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Biochemistry professor Richard Armstrong has died

Posted by on Monday, June 22, 2015 in Uncategorized.

A memorial service for Richard N. Armstrong, Ph.D., professor of biochemistry and chemistry, will be held at 1 p.m. today (June 22) in the Vanderbilt Divinity School’s Benton Chapel.
Richard Armstrong (Vanderbilt)
Armstrong, 66, died suddenly on June 18 after a brief illness.
A member of the Vanderbilt faculty since 1995, Armstrong was internationally known for his contributions to understanding detoxification enzymes, proteins that break down foreign and potentially harmful chemicals, drugs and other molecules.
Among other potential applications, his work could lead to new ways to prevent bacterial resistance to antibiotics.
Armstrong was an elected fellow of both the American Association for the Advancement of Science and the American Chemical Society. Other ACS honors included the Repligen Award for Chemistry of Biological Processes and, in 2014, the Arthur C. Cope Scholar Award.
In 2005, he received the Stanley Cohen Award for Outstanding Contributions to Research from the faculty of the Vanderbilt University School of Medicine.
Since 2004, Armstrong served as editor in chief of Biochemistry, an honor held by only two other scientists since the journal began publishing in 1962. He also held a foreign adjunct professorship at the famed Karolinska Institute in Stockholm, Sweden.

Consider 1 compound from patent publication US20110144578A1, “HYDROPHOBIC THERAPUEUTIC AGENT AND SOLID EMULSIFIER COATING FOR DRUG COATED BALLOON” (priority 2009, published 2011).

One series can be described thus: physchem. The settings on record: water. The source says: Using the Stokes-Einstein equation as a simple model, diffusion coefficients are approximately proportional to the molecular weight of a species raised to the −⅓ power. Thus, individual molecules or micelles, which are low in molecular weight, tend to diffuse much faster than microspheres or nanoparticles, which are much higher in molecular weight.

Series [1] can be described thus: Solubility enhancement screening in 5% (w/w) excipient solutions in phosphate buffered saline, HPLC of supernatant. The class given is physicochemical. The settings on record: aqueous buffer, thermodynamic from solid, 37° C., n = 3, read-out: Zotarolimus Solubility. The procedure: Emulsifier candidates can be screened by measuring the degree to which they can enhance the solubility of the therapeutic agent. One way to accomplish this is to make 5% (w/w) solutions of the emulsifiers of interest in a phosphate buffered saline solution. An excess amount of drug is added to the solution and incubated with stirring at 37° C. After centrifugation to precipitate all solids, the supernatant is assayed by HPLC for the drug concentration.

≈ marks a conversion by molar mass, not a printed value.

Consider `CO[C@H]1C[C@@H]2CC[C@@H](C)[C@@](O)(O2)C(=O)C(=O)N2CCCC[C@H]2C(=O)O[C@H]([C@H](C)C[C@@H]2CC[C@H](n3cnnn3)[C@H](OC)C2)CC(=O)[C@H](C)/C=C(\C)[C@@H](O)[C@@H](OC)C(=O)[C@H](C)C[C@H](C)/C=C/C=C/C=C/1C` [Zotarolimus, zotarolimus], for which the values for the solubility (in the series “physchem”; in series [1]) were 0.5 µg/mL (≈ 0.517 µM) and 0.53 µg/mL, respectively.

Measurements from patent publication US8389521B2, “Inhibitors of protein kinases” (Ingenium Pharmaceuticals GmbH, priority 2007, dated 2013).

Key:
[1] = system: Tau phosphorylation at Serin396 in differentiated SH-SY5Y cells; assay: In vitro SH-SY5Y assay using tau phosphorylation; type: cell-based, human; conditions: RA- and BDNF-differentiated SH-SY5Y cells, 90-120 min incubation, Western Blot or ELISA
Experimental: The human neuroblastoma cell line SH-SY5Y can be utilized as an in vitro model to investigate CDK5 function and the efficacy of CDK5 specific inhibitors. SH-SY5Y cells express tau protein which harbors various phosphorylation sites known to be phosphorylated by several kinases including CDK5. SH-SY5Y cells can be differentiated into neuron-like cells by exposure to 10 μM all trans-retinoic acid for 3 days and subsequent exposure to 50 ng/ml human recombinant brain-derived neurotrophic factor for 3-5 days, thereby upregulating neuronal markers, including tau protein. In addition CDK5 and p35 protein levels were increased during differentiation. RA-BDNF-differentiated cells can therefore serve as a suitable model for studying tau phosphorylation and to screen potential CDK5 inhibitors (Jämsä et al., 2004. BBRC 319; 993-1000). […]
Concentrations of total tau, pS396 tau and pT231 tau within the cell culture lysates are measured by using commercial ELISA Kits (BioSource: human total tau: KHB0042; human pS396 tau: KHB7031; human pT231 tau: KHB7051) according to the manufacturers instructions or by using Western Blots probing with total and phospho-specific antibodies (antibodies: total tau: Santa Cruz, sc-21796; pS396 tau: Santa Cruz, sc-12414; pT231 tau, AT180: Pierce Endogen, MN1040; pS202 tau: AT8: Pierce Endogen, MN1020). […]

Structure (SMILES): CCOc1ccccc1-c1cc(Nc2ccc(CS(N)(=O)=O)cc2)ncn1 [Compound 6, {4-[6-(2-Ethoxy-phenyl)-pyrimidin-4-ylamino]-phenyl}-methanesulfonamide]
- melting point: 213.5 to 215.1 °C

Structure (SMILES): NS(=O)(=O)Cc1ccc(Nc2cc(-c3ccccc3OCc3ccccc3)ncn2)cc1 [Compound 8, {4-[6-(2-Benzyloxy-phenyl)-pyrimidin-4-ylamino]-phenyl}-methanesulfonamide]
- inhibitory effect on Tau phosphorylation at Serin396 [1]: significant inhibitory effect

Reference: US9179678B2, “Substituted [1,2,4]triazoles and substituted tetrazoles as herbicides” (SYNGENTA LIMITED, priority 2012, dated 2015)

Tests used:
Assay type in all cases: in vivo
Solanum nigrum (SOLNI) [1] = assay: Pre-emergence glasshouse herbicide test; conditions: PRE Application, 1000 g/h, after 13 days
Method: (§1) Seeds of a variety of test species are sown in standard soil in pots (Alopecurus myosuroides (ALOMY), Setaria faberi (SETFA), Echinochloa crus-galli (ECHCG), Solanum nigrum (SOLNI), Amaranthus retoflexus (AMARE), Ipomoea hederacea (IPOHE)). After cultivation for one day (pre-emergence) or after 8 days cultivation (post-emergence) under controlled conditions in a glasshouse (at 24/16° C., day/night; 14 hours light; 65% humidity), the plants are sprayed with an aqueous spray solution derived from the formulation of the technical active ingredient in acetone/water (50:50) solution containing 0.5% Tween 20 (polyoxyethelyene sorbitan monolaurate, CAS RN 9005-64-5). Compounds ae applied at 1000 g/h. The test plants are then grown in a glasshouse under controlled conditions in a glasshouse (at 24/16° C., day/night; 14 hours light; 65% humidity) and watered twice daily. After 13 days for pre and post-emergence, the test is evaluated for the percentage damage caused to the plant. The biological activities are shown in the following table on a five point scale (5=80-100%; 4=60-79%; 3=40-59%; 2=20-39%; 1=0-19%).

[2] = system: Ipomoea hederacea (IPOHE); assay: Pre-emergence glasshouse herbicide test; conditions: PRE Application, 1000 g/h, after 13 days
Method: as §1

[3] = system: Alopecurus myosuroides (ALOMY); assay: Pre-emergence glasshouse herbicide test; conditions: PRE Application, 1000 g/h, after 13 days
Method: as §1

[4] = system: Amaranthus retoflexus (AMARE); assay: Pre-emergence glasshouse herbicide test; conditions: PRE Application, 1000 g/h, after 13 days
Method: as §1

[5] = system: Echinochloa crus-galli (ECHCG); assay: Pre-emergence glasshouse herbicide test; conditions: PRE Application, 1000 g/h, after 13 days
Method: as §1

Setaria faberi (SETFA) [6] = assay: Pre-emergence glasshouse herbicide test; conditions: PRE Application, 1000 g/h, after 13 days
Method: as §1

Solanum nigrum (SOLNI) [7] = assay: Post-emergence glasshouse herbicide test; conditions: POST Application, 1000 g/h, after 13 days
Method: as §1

Born in Boonville, Missouri, Armstrong received his bachelor of science degree in chemistry from Western Illinois University, and his doctoral degree in organic chemistry from Marquette University.
He was a postdoctoral fellow at the University of Chicago, a staff fellow at the Laboratory of Bioorganic Chemistry at the National Institutes of Health, and a member of the Chemistry faculty at the University of Maryland for 15 years before coming to Vanderbilt.
In addition to his contributions to research, Armstrong mentored many graduate students and postdoctoral fellows.
He is survived by his father and by his wife of 31 years, Mary Frances Clark; two children, Kathryn Grace Armstrong and Andrew Clinton Armstrong; and many other family members, colleagues and close friends.
Following the memorial service a reception will be held in the Tillet Lounge adjoining Benton Chapel.
In lieu of flowers, contributions may be made to “Vanderbilt Biochemistry – Armstrong Fund” and mailed to Vanderbilt Gift & Donor Services, PMB 407727, 2301 Vanderbilt Place, Nashville, Tennessee 37240.